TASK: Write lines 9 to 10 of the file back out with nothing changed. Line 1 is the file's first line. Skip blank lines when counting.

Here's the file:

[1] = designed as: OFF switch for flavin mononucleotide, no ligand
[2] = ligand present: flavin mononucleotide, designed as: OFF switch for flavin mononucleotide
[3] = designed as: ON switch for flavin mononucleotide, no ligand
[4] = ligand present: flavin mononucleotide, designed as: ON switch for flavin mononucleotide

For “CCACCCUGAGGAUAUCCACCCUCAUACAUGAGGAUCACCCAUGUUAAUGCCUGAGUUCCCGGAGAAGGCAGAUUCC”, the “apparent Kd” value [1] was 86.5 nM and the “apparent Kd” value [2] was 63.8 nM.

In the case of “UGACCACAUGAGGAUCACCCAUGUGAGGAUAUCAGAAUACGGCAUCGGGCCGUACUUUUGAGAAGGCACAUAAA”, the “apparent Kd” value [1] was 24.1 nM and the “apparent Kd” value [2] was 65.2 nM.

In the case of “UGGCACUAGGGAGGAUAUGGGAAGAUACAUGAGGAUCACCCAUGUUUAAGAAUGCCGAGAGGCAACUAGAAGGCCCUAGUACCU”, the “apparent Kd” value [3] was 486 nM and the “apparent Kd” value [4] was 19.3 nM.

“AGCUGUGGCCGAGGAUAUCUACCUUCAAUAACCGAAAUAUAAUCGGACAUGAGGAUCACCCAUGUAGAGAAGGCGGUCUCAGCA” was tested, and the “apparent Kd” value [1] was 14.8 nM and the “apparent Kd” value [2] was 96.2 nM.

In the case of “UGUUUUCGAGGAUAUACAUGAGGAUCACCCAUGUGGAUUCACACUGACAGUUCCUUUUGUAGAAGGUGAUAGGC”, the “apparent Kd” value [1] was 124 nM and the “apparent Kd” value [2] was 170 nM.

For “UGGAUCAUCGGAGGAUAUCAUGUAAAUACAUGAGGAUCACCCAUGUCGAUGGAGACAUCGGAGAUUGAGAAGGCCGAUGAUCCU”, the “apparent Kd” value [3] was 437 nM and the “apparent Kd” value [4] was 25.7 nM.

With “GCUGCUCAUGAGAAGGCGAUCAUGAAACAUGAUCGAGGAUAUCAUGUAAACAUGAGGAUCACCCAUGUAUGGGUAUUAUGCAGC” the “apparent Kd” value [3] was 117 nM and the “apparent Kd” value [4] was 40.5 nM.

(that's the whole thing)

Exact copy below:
In the case of “UGUUUUCGAGGAUAUACAUGAGGAUCACCCAUGUGGAUUCACACUGACAGUUCCUUUUGUAGAAGGUGAUAGGC”, the “apparent Kd” value [1] was 124 nM and the “apparent Kd” value [2] was 170 nM.

For “UGGAUCAUCGGAGGAUAUCAUGUAAAUACAUGAGGAUCACCCAUGUCGAUGGAGACAUCGGAGAUUGAGAAGGCCGAUGAUCCU”, the “apparent Kd” value [3] was 437 nM and the “apparent Kd” value [4] was 25.7 nM.